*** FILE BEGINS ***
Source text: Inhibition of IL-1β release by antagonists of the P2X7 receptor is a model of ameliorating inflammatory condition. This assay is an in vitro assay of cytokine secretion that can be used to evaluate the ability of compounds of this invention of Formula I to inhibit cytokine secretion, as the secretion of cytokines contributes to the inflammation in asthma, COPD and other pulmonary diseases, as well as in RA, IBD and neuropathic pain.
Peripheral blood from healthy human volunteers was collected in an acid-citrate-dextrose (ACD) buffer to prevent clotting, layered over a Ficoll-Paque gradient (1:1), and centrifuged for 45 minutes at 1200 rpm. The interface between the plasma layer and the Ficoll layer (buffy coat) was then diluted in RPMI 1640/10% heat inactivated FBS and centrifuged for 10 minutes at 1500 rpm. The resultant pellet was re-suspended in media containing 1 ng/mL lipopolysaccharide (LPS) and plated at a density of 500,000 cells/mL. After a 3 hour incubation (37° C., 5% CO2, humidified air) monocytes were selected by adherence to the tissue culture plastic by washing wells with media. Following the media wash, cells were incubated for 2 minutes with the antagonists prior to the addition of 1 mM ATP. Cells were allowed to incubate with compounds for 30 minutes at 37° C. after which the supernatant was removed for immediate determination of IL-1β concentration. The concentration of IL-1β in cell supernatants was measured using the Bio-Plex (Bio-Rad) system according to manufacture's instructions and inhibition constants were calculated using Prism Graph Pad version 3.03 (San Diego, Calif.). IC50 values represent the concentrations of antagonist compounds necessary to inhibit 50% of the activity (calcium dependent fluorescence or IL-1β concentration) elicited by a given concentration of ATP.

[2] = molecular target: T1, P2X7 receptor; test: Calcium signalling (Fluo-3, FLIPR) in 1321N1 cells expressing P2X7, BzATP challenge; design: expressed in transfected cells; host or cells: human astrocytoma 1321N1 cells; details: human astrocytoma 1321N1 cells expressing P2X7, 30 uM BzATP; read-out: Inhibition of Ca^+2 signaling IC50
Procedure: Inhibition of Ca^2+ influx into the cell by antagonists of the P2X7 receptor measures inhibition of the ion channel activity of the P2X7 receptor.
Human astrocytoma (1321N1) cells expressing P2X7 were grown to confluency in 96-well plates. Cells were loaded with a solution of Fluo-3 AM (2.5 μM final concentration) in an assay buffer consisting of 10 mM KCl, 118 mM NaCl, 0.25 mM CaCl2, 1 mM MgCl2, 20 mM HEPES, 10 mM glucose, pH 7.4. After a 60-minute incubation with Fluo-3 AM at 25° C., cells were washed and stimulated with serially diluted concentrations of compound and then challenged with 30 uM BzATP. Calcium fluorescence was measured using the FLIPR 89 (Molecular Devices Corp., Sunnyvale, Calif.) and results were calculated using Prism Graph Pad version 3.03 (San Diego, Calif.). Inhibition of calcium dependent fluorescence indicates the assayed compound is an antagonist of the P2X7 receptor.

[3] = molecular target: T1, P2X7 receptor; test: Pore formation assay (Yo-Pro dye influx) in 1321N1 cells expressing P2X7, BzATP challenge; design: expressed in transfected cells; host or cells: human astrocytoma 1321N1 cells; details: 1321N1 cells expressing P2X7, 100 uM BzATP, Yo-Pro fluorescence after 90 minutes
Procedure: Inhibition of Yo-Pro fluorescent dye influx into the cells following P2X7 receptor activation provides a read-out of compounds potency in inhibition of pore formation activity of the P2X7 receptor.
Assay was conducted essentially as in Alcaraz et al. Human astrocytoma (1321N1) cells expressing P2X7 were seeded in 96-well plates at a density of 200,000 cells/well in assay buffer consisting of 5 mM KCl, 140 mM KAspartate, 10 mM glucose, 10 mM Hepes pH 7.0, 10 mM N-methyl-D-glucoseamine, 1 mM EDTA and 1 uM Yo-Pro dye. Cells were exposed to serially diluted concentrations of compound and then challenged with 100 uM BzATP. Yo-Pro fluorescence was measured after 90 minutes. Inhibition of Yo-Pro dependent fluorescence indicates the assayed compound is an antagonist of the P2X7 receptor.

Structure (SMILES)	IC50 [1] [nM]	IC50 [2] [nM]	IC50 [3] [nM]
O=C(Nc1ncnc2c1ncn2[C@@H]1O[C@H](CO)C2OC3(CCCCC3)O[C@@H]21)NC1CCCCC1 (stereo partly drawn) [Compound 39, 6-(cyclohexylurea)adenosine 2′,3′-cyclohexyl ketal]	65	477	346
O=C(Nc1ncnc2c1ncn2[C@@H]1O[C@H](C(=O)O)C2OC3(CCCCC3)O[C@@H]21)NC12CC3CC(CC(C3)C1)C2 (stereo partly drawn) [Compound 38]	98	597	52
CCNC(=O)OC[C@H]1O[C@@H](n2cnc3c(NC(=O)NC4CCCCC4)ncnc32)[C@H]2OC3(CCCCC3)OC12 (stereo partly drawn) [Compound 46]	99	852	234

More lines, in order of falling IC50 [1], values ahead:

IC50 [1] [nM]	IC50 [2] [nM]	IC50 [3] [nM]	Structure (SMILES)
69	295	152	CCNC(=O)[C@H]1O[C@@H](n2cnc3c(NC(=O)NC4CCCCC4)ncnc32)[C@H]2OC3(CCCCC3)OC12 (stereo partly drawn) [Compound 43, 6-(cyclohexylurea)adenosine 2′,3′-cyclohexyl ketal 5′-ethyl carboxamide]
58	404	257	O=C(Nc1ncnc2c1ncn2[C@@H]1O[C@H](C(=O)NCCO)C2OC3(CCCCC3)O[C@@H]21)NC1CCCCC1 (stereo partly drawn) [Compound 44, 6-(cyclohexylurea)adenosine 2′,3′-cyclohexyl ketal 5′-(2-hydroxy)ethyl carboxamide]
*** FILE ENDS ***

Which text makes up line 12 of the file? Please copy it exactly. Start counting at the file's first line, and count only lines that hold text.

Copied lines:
CCNC(=O)OC[C@H]1O[C@@H](n2cnc3c(NC(=O)NC4CCCCC4)ncnc32)[C@H]2OC3(CCCCC3)OC12 (stereo partly drawn) [Compound 46]	99	852	234